Over in the other thread, we've been discussing people (mostly heroes) who died during the Silver Age. Some of them, surprisingly enough, are still dead! That's as it should be, dead should mean dead, but it usually doesn't happen. But in a few cases, it absolutely should.

There used to be a term in fandom that I heard: Bucky-dead. It means a character whose death was so momentous, so memorable or so intrinsic to the stories that were told after the death that the person would never be brought back to life.

Sadly, that term either needs a new name or it needs to be eliminated altogether, on the basis that there is no character who some writer won't want to revive, and their editor will think that's a good thing.

Even so, here's my list of characters who I think should remain Bucky-dead:

 

1. Bucky.

2. Uncle Ben

3. Barry Allen

4. Gwen Stacy

5. Jonathan and Martha Kent

6. Thomas and Martha Wayne

7. Aquababy

8. Battling Murdock

9. Abin Sur

 

Any others? Anybody want to make a case that the MU or DCU would be better off with one of these characters alive instead? Anybody willing to bet their house on one of these that will NEVER be revived? Frankly, I don't think I am.

 

-- MSA

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No-one should be brought back if their death initiated a landmark or turning point in a major character's life. So no return for Jor-El and Lara, no Thomas and Martha, no Uncle Ben and no Jack Murdock.

 

I also think that no major or supporting character should ever be killed off - even temporary. Too often these 'deaths' are done simply for the sake of making a media headline outside of the world of comics and the publicity it generates. The so-called 'death' of characters of iconic super-heroes really tick me off. Killing a major character is disrespectful to their creators.

No-one should be brought back if their death initiated a landmark or turning point in a major character's life.

I would have thought that was pretty well understood, but apparently Bucky and Barry Allen don't fall into that category, and I think they absolutely should have, especially since they were actual characters we could mourn, as opposed to a plot point as the others were. That makes their deaths more significant, not less so.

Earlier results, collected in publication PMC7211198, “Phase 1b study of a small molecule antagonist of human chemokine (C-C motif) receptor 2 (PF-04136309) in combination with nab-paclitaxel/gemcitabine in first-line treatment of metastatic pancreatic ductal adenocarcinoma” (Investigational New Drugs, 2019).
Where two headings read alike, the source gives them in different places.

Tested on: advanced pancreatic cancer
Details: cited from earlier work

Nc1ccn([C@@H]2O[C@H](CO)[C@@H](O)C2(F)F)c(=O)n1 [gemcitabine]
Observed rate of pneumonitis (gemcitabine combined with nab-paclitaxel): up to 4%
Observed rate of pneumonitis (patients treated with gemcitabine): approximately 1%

The "disrespect" aspect is a good one to note. It's pretty clear that the creators who wrote their stories, and those that followed them for decades, intended those characters to be dead forever. Undoing that established situation requires a level of urgency about using that character that I don't think has been reached. 

That's different from the death of, say, Captain America, which was just a ploy. It amazes me that people still get caught up in a frenzy over that stuff and it makes the news. Talking about it is one thing, but anyone rushing out to buyextra issues just isn't paying attention, no matter what the companies promise.

The problem with Cap's death is that it's one more brick in the wall that keeps us from caring, because we know they're just jerking our chains. The problem with the Bucky-Barry revivals is that it makes the original stories less significant and it cheapens stories going forward, because we know it'll all be undone.  

And we think less of our heroes for spending any time mourning heroes who will be at tomorrow's meeting

--MSA

Characters who should be dead? How about any character who debuted as an adult 70 years ago or longer?

 

I mean, really! :P

"Don't you understand, Skeezix? I keep getting older and older, but I can't die!"


Well...according to Neil Gaiman, every generation has their own Martha and Thomas Wayne who give birth to a new Bruce/Batman.  (Whatever Happened to the Caped Crusader? - 2010)

 

Paul Pope's Batman: Year 100 has some form of Bruce still jumping around on roof-tops in North America a century from now.

 

And Grant Morrison has now confirmed that Bruce is at the dawn of humanity AND the last second of the universe.  (The Return of Bruce Wayne - 2010)

 

So, try all you want Joker and company...the dude just ain't going.